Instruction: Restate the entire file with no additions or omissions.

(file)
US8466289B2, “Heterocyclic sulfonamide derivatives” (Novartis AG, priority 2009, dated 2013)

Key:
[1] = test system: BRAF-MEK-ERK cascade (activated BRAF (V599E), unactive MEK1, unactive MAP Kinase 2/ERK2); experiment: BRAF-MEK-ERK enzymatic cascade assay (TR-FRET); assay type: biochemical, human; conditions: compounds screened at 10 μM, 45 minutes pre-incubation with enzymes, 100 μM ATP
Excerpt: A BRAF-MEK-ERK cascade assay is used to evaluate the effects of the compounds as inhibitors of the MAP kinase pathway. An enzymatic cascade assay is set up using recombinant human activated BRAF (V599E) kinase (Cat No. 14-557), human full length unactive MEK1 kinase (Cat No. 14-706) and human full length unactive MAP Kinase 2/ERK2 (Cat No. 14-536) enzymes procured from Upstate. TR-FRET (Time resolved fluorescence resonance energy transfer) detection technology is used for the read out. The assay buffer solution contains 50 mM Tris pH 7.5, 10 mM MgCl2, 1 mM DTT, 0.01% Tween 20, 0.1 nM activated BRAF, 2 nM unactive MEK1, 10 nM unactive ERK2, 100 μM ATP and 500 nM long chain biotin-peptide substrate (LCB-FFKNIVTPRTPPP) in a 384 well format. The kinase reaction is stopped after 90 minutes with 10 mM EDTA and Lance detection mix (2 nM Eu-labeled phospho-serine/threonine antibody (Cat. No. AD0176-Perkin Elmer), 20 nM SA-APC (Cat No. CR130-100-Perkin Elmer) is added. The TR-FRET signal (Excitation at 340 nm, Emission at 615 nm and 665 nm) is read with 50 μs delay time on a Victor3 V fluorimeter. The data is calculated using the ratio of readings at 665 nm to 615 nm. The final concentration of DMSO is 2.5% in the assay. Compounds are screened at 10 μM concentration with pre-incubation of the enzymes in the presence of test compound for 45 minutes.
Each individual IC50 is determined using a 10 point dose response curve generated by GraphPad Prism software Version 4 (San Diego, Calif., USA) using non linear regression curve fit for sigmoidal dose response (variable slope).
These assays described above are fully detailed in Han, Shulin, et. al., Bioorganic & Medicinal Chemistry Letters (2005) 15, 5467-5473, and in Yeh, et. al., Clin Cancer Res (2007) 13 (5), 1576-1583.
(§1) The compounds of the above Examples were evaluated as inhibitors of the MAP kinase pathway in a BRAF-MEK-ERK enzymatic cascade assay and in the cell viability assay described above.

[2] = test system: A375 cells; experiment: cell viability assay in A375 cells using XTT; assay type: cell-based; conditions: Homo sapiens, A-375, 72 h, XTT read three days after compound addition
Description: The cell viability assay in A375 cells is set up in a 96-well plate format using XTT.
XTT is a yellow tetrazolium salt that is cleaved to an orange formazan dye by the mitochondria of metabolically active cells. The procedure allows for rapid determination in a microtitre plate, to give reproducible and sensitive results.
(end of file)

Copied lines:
US8466289B2, “Heterocyclic sulfonamide derivatives” (Novartis AG, priority 2009, dated 2013)

Key:
[1] = test system: BRAF-MEK-ERK cascade (activated BRAF (V599E), unactive MEK1, unactive MAP Kinase 2/ERK2); experiment: BRAF-MEK-ERK enzymatic cascade assay (TR-FRET); assay type: biochemical, human; conditions: compounds screened at 10 μM, 45 minutes pre-incubation with enzymes, 100 μM ATP
Excerpt: A BRAF-MEK-ERK cascade assay is used to evaluate the effects of the compounds as inhibitors of the MAP kinase pathway. An enzymatic cascade assay is set up using recombinant human activated BRAF (V599E) kinase (Cat No. 14-557), human full length unactive MEK1 kinase (Cat No. 14-706) and human full length unactive MAP Kinase 2/ERK2 (Cat No. 14-536) enzymes procured from Upstate. TR-FRET (Time resolved fluorescence resonance energy transfer) detection technology is used for the read out. The assay buffer solution contains 50 mM Tris pH 7.5, 10 mM MgCl2, 1 mM DTT, 0.01% Tween 20, 0.1 nM activated BRAF, 2 nM unactive MEK1, 10 nM unactive ERK2, 100 μM ATP and 500 nM long chain biotin-peptide substrate (LCB-FFKNIVTPRTPPP) in a 384 well format. The kinase reaction is stopped after 90 minutes with 10 mM EDTA and Lance detection mix (2 nM Eu-labeled phospho-serine/threonine antibody (Cat. No. AD0176-Perkin Elmer), 20 nM SA-APC (Cat No. CR130-100-Perkin Elmer) is added. The TR-FRET signal (Excitation at 340 nm, Emission at 615 nm and 665 nm) is read with 50 μs delay time on a Victor3 V fluorimeter. The data is calculated using the ratio of readings at 665 nm to 615 nm. The final concentration of DMSO is 2.5% in the assay. Compounds are screened at 10 μM concentration with pre-incubation of the enzymes in the presence of test compound for 45 minutes.
Each individual IC50 is determined using a 10 point dose response curve generated by GraphPad Prism software Version 4 (San Diego, Calif., USA) using non linear regression curve fit for sigmoidal dose response (variable slope).
These assays described above are fully detailed in Han, Shulin, et. al., Bioorganic & Medicinal Chemistry Letters (2005) 15, 5467-5473, and in Yeh, et. al., Clin Cancer Res (2007) 13 (5), 1576-1583.
(§1) The compounds of the above Examples were evaluated as inhibitors of the MAP kinase pathway in a BRAF-MEK-ERK enzymatic cascade assay and in the cell viability assay described above.

[2] = test system: A375 cells; experiment: cell viability assay in A375 cells using XTT; assay type: cell-based; conditions: Homo sapiens, A-375, 72 h, XTT read three days after compound addition
Description: The cell viability assay in A375 cells is set up in a 96-well plate format using XTT.
XTT is a yellow tetrazolium salt that is cleaved to an orange formazan dye by the mitochondria of metabolically active cells. The procedure allows for rapid determination in a microtitre plate, to give reproducible and sensitive results.